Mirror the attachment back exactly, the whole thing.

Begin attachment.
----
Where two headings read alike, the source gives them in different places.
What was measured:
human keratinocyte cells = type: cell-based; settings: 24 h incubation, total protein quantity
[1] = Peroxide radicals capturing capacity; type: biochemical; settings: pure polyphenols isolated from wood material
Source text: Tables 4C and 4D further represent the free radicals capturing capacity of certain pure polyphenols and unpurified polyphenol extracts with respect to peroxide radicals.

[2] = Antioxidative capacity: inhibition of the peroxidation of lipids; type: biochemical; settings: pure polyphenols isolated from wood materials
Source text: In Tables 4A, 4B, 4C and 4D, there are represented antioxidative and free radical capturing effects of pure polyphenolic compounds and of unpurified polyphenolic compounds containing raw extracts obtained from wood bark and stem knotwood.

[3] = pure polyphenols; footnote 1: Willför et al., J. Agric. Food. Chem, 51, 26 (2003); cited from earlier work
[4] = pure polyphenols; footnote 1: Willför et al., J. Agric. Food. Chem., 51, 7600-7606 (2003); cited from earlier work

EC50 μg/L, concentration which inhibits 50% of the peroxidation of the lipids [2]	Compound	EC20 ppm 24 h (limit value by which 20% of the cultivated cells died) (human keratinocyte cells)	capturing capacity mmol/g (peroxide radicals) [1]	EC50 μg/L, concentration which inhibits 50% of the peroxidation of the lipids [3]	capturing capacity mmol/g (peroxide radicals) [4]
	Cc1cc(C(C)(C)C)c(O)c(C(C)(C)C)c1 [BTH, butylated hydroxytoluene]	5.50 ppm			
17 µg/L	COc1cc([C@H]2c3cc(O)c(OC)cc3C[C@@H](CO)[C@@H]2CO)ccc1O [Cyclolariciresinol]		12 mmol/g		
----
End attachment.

Where two headings read alike, the source gives them in different places.
What was measured:
human keratinocyte cells = type: cell-based; settings: 24 h incubation, total protein quantity
[1] = Peroxide radicals capturing capacity; type: biochemical; settings: pure polyphenols isolated from wood material
Source text: Tables 4C and 4D further represent the free radicals capturing capacity of certain pure polyphenols and unpurified polyphenol extracts with respect to peroxide radicals.

[2] = Antioxidative capacity: inhibition of the peroxidation of lipids; type: biochemical; settings: pure polyphenols isolated from wood materials
Source text: In Tables 4A, 4B, 4C and 4D, there are represented antioxidative and free radical capturing effects of pure polyphenolic compounds and of unpurified polyphenolic compounds containing raw extracts obtained from wood bark and stem knotwood.

[3] = pure polyphenols; footnote 1: Willför et al., J. Agric. Food. Chem, 51, 26 (2003); cited from earlier work
[4] = pure polyphenols; footnote 1: Willför et al., J. Agric. Food. Chem., 51, 7600-7606 (2003); cited from earlier work

EC50 μg/L, concentration which inhibits 50% of the peroxidation of the lipids [2]	Compound	EC20 ppm 24 h (limit value by which 20% of the cultivated cells died) (human keratinocyte cells)	capturing capacity mmol/g (peroxide radicals) [1]	EC50 μg/L, concentration which inhibits 50% of the peroxidation of the lipids [3]	capturing capacity mmol/g (peroxide radicals) [4]
	Cc1cc(C(C)(C)C)c(O)c(C(C)(C)C)c1 [BTH, butylated hydroxytoluene]	5.50 ppm			
17 µg/L	COc1cc([C@H]2c3cc(O)c(OC)cc3C[C@@H](CO)[C@@H]2CO)ccc1O [Cyclolariciresinol]		12 mmol/g		